Lia Thomas, a transgender woman swimmer for the University of Pennsylvania, won the 200-yard freestyle race at the Ivy League women’s swimming and diving championships on Friday in a minute and 43.12 seconds, setting a new Ivy record.
Her next closest competitor, Harvard’s Samantha Shelton, finished in 1:45.82, followed by Harvard’s Molly Hamlin in third. After winning, Thomas shook hands with both.
The win came a day after Thomas won the 500-yard freestyle in 4 minutes and 37.32 seconds, beating her next closest competitor by 7.5 seconds.
The time was a pool record for Blodgett Pool at Harvard but was a few seconds slower than her time at the Zippy Invitational in Ohio in December, in which she set the fastest times of the NCAA season in the 200-yard and 500-yard freestyles. With those times, she qualified to compete at NCAA Nationals in March in Atlanta.
She is also expected to compete in either the 100-yard freestyle or the 1,650-yard freestyle on Saturday.
A fifth-year senior who previously competed for the Penn men’s swimming team, Thomas began transitioning genders about 2 and a half years ago.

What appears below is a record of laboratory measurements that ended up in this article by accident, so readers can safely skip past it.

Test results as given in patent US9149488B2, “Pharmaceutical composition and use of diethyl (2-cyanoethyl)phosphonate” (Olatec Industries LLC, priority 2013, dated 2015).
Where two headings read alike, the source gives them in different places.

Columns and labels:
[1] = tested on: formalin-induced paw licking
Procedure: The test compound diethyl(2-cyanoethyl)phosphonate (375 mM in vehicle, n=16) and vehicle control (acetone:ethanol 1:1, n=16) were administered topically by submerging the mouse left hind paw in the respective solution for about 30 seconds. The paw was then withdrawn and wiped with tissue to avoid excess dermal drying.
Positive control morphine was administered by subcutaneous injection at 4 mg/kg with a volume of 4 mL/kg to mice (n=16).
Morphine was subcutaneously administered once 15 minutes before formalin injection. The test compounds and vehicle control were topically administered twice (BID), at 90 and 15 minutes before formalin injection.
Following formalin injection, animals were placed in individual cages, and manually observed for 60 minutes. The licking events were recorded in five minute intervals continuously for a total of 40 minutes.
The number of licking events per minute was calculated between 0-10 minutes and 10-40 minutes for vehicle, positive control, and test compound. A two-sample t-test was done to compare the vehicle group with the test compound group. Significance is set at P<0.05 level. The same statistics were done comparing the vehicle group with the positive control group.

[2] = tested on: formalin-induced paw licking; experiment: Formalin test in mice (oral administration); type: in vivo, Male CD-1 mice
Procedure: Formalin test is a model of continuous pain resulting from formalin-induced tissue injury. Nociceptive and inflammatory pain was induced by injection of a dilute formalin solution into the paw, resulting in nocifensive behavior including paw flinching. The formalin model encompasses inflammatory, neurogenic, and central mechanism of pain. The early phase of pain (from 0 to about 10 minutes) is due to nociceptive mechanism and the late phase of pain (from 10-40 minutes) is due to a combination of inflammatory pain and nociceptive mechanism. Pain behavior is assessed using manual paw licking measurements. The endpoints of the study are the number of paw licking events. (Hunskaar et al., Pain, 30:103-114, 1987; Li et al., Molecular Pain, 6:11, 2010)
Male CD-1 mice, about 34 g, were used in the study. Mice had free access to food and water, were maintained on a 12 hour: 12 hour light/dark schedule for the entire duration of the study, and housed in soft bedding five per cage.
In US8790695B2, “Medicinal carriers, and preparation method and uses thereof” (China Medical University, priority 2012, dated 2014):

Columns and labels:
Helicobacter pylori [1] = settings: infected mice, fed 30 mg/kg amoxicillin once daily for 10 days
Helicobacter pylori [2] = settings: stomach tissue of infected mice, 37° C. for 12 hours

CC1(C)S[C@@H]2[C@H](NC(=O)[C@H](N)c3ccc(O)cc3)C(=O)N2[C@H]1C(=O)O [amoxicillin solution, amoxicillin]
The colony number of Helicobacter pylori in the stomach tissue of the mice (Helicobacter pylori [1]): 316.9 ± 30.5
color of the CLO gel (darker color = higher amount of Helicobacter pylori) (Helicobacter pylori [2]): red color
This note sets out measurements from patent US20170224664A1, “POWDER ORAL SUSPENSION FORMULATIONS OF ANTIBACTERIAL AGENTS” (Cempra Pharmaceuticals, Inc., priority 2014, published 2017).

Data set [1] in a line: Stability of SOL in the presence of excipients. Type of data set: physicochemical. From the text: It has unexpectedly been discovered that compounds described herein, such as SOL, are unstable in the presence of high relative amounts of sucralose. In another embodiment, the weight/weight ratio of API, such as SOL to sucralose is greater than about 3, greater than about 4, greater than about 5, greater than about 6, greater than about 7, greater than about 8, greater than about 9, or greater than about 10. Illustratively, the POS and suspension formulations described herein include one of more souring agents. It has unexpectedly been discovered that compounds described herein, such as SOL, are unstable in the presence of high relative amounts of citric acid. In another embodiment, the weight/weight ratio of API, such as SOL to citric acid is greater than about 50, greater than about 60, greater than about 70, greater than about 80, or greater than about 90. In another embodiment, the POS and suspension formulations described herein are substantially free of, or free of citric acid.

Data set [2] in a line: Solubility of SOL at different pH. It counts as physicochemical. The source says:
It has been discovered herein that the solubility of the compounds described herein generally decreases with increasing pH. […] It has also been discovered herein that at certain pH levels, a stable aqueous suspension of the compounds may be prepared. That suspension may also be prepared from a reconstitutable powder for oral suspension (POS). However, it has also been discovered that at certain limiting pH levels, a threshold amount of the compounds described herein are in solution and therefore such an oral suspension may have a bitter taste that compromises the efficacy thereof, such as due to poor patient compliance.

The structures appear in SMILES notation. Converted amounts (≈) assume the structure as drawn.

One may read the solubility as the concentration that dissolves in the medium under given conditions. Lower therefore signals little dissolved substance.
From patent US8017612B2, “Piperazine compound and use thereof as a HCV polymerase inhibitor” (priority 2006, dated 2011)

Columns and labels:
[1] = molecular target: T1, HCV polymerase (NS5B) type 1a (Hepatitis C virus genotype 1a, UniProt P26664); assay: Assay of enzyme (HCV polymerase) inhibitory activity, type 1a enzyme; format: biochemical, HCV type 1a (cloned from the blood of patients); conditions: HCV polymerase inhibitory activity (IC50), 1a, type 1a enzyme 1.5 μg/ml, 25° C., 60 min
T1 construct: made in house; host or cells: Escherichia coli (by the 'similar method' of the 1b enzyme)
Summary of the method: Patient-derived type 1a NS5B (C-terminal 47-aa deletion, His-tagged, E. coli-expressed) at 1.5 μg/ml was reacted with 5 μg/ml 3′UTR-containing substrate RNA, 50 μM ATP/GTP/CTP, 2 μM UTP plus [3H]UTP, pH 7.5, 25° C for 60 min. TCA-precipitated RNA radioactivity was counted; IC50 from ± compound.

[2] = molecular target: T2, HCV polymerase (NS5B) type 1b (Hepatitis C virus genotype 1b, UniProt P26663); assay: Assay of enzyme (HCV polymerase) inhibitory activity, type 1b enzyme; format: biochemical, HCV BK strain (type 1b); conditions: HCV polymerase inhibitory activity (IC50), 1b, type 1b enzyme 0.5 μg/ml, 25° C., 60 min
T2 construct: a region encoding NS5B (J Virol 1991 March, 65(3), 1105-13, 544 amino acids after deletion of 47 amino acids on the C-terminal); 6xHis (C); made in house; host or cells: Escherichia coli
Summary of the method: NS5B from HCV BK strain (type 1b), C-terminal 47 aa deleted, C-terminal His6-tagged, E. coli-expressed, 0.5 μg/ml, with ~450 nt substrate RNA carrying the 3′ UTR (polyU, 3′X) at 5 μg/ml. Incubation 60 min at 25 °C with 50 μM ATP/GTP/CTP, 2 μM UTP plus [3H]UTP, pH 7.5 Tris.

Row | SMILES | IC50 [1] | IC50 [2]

Her dominance in the pool has raised questions about the NCAA’s policies toward transgender women athletes and the proper balance between inclusion and fairness.
For over a decade, the NCAA has required transgender women to be on testosterone suppression treatment for a year before they are allowed to compete on the women’s team.
In January, the NCAA said it would change its rules to match each sport’s national governing body, but when USA Swimming released a set of stricter guidelines, the NCAA said it would not institute those rules until after the season, paving the way for Thomas to compete in the national championships.